income must be below $421 per month. As a result, three-member
households in Colorado can work only 36 hours per week at the 1997
minimum wage if they are to remain Medicaid-eligible. Under the former
AFDC program, states determined the amount of income families of varying
sizes needed for a minimal standard of living—the “need standard”—and
set payment standards that represented the maximum AFDC cash
assistance payment families were entitled to receive. Nationally, most
states’ AFDC payments were below the states’ need standards.52

To identify the procedures and protections states are using to enroll
Medicaid-eligibles, we judgmentally selected 21 states to contact for
additional review, over-sampling for states with declines in Medicaid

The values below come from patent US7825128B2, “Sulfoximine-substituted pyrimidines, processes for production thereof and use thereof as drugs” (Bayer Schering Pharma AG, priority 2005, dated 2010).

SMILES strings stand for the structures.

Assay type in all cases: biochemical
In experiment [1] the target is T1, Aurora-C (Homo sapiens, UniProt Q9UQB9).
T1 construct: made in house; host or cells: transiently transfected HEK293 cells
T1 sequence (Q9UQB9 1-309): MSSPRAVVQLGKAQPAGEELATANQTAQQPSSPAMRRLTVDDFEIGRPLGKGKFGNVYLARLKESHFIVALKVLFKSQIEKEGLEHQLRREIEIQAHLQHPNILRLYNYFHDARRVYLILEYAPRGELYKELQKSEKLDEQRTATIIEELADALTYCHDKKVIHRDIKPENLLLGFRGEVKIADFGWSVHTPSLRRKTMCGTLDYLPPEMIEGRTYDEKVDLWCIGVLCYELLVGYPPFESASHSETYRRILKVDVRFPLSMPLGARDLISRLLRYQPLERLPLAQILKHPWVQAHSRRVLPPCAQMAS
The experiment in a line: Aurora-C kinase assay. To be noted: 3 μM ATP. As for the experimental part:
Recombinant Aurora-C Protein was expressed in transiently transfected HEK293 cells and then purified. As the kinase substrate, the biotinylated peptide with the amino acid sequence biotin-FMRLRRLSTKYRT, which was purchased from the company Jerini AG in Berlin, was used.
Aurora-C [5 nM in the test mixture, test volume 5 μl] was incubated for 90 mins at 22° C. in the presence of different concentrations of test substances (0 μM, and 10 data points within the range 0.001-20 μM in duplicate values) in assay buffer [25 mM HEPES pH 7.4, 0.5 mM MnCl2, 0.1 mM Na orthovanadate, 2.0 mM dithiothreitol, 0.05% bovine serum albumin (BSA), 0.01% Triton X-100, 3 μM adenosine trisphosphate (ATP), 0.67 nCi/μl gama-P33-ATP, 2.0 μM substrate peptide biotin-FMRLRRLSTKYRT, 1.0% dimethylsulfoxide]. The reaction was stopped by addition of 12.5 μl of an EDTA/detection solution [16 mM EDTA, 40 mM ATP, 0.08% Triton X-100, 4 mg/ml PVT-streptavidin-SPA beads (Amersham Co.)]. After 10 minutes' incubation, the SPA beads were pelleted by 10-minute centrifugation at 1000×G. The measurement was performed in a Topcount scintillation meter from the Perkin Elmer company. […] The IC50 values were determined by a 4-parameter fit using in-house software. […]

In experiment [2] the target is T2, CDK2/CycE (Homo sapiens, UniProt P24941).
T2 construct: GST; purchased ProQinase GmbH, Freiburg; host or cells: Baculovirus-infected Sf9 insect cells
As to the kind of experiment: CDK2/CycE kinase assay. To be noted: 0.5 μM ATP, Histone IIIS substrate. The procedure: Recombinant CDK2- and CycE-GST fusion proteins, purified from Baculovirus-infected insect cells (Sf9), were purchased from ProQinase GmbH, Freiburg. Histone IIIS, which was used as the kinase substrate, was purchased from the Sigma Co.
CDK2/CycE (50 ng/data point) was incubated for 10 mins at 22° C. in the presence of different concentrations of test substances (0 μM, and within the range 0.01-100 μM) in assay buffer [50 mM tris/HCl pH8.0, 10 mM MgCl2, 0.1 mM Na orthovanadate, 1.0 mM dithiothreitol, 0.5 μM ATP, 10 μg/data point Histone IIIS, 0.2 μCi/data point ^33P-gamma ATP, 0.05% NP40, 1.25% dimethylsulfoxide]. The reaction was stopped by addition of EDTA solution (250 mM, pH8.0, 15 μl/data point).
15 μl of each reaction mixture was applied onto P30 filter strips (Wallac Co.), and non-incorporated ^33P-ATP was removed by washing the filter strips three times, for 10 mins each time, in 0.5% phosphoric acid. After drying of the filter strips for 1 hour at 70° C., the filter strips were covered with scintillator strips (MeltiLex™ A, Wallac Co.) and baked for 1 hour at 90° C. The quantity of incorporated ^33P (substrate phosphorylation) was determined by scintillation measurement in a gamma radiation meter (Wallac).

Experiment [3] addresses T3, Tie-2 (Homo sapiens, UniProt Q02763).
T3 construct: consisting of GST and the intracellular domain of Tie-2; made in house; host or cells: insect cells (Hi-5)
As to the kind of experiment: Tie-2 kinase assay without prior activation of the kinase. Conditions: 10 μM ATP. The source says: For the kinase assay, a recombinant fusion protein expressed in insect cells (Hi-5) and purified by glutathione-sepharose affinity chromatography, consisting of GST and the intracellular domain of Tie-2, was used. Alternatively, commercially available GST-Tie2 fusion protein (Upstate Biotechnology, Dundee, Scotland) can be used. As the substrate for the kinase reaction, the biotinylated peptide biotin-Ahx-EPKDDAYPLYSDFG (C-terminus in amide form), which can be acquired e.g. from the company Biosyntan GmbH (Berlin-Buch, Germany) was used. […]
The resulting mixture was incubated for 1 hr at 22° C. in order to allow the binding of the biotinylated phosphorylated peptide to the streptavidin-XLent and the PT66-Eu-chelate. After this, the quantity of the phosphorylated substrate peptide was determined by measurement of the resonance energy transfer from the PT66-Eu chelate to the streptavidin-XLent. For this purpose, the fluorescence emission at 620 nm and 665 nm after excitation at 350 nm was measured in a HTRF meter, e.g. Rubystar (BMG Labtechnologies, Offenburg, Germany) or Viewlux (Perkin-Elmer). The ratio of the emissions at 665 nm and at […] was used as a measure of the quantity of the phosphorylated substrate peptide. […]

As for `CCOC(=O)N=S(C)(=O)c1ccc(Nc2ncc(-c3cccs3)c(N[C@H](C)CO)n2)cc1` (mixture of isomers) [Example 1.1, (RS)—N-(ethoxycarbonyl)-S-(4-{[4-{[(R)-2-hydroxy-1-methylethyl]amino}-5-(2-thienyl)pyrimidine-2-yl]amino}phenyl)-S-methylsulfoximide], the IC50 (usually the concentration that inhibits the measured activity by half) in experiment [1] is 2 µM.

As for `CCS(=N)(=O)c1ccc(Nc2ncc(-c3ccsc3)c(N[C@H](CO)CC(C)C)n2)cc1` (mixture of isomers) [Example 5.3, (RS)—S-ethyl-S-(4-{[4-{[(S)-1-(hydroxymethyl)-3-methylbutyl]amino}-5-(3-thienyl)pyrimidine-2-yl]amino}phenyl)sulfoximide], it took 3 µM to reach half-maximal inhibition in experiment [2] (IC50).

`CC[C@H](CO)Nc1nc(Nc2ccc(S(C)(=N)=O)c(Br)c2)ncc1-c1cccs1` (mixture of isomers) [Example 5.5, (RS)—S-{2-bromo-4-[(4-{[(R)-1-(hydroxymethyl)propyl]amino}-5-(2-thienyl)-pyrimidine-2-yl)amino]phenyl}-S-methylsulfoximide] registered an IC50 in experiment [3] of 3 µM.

enrollment to focus our analysis on those policies and practices that may
have contributed to declines in enrollment. We initially selected the 15
states with the largest declines in Medicaid enrollment, based on a
preliminary analysis of HCFA data, and subsequently expanded the sample
by adding states with relatively stable or increased enrollment. The 21
states represented about 46 percent and 45 percent of Medicaid enrollment
in 1995 and 1997, respectively, as well as approximately 39 percent of total
program expenditures for fiscal year 1997. In addition to geographic
diversity, the states had varying degrees of experiences with and
approaches to welfare reform. We visited four states and several locales
within the states—California (Sacramento and Los Angeles), Florida
(Tallahassee and Miami), Maryland (Baltimore and Prince George’s